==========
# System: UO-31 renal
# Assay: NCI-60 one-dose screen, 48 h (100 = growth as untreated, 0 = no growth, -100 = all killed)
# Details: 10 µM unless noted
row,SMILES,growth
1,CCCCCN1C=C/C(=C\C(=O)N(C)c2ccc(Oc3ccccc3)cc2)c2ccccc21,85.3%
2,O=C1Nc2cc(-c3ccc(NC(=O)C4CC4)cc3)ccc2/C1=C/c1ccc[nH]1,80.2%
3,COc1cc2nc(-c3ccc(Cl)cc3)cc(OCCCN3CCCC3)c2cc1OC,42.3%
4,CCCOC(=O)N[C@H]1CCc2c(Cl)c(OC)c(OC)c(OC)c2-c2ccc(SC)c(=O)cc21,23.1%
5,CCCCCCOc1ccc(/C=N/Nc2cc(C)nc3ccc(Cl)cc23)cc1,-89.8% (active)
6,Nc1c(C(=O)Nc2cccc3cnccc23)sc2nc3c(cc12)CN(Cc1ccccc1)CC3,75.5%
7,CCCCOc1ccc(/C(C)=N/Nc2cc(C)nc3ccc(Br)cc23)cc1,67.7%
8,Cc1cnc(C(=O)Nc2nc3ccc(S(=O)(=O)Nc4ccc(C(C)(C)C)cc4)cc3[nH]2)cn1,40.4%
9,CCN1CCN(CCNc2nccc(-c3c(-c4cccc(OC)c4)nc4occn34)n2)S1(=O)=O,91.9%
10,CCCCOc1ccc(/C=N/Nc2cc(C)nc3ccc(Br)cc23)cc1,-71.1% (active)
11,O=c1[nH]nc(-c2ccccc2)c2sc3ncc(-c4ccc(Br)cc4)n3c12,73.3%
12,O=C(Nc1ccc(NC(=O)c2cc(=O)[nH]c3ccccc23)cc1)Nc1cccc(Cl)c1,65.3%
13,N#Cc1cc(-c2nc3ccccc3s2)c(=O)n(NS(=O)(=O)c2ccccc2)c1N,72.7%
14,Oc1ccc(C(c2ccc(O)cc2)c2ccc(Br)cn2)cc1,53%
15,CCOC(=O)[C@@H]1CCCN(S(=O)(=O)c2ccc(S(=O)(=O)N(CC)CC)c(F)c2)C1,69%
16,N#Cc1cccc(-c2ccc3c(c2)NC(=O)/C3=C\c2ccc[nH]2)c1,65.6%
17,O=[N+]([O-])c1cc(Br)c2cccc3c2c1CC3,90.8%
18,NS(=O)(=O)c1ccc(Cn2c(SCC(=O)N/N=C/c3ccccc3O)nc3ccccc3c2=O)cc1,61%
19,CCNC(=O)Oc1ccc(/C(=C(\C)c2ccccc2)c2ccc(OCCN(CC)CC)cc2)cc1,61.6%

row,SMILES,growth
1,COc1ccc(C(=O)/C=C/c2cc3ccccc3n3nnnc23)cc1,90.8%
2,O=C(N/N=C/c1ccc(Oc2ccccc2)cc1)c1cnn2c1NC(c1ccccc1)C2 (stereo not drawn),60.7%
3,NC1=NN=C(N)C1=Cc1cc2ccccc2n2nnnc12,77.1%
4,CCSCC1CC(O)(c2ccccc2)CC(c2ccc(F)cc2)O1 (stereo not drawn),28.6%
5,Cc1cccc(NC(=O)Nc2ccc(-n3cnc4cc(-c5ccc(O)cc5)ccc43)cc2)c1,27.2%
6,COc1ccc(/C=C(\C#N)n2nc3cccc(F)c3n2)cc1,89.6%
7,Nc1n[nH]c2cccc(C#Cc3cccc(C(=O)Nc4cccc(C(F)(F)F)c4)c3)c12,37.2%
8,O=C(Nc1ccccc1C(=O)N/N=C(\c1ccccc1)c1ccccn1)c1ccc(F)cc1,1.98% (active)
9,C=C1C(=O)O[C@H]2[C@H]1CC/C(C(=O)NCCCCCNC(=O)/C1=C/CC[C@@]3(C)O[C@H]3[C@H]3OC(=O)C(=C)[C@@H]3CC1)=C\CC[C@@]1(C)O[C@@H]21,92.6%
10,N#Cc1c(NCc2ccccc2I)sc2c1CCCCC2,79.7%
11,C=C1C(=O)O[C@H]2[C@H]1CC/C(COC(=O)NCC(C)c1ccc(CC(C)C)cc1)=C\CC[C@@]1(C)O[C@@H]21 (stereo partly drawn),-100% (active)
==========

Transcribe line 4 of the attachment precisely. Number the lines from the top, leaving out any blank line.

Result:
row,SMILES,growth